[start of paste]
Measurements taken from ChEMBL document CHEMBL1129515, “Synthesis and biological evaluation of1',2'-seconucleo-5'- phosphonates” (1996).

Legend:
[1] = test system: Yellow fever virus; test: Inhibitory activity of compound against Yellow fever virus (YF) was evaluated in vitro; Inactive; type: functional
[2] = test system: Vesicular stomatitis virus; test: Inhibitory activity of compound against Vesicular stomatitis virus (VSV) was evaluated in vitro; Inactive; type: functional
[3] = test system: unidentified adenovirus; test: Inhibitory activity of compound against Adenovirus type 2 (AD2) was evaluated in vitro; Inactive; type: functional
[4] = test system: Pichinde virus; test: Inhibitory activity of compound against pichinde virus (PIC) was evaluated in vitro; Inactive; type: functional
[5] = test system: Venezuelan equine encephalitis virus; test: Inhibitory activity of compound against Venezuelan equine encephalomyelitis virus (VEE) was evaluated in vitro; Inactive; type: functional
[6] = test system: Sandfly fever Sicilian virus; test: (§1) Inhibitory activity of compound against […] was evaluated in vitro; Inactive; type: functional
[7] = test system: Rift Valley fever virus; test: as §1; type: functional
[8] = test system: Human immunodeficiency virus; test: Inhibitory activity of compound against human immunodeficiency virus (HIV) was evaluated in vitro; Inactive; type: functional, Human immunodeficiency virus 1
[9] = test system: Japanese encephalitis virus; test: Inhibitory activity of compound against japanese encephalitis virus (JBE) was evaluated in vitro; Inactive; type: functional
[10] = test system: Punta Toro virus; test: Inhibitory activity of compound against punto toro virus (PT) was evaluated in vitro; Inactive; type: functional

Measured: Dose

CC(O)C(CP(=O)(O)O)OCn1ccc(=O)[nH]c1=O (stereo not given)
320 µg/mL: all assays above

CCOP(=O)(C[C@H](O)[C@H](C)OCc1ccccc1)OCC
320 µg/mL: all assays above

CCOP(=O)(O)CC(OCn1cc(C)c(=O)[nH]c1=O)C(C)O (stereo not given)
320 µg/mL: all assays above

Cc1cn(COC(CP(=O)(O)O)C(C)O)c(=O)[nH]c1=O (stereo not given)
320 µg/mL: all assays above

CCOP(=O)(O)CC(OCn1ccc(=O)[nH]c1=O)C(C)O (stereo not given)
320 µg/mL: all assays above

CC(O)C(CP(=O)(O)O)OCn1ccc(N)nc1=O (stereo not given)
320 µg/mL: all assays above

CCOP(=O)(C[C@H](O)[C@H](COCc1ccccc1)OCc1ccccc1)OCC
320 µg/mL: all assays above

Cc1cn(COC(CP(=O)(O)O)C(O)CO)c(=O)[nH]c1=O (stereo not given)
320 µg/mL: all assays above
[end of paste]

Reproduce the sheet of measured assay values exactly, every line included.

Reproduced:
Measurements taken from ChEMBL document CHEMBL1129515, “Synthesis and biological evaluation of1',2'-seconucleo-5'- phosphonates” (1996).

Legend:
[1] = test system: Yellow fever virus; test: Inhibitory activity of compound against Yellow fever virus (YF) was evaluated in vitro; Inactive; type: functional
[2] = test system: Vesicular stomatitis virus; test: Inhibitory activity of compound against Vesicular stomatitis virus (VSV) was evaluated in vitro; Inactive; type: functional
[3] = test system: unidentified adenovirus; test: Inhibitory activity of compound against Adenovirus type 2 (AD2) was evaluated in vitro; Inactive; type: functional
[4] = test system: Pichinde virus; test: Inhibitory activity of compound against pichinde virus (PIC) was evaluated in vitro; Inactive; type: functional
[5] = test system: Venezuelan equine encephalitis virus; test: Inhibitory activity of compound against Venezuelan equine encephalomyelitis virus (VEE) was evaluated in vitro; Inactive; type: functional
[6] = test system: Sandfly fever Sicilian virus; test: (§1) Inhibitory activity of compound against […] was evaluated in vitro; Inactive; type: functional
[7] = test system: Rift Valley fever virus; test: as §1; type: functional
[8] = test system: Human immunodeficiency virus; test: Inhibitory activity of compound against human immunodeficiency virus (HIV) was evaluated in vitro; Inactive; type: functional, Human immunodeficiency virus 1
[9] = test system: Japanese encephalitis virus; test: Inhibitory activity of compound against japanese encephalitis virus (JBE) was evaluated in vitro; Inactive; type: functional
[10] = test system: Punta Toro virus; test: Inhibitory activity of compound against punto toro virus (PT) was evaluated in vitro; Inactive; type: functional

Measured: Dose

CC(O)C(CP(=O)(O)O)OCn1ccc(=O)[nH]c1=O (stereo not given)
320 µg/mL: all assays above

CCOP(=O)(C[C@H](O)[C@H](C)OCc1ccccc1)OCC
320 µg/mL: all assays above

CCOP(=O)(O)CC(OCn1cc(C)c(=O)[nH]c1=O)C(C)O (stereo not given)
320 µg/mL: all assays above

Cc1cn(COC(CP(=O)(O)O)C(C)O)c(=O)[nH]c1=O (stereo not given)
320 µg/mL: all assays above

CCOP(=O)(O)CC(OCn1ccc(=O)[nH]c1=O)C(C)O (stereo not given)
320 µg/mL: all assays above

CC(O)C(CP(=O)(O)O)OCn1ccc(N)nc1=O (stereo not given)
320 µg/mL: all assays above

CCOP(=O)(C[C@H](O)[C@H](COCc1ccccc1)OCc1ccccc1)OCC
320 µg/mL: all assays above

Cc1cn(COC(CP(=O)(O)O)C(O)CO)c(=O)[nH]c1=O (stereo not given)
320 µg/mL: all assays above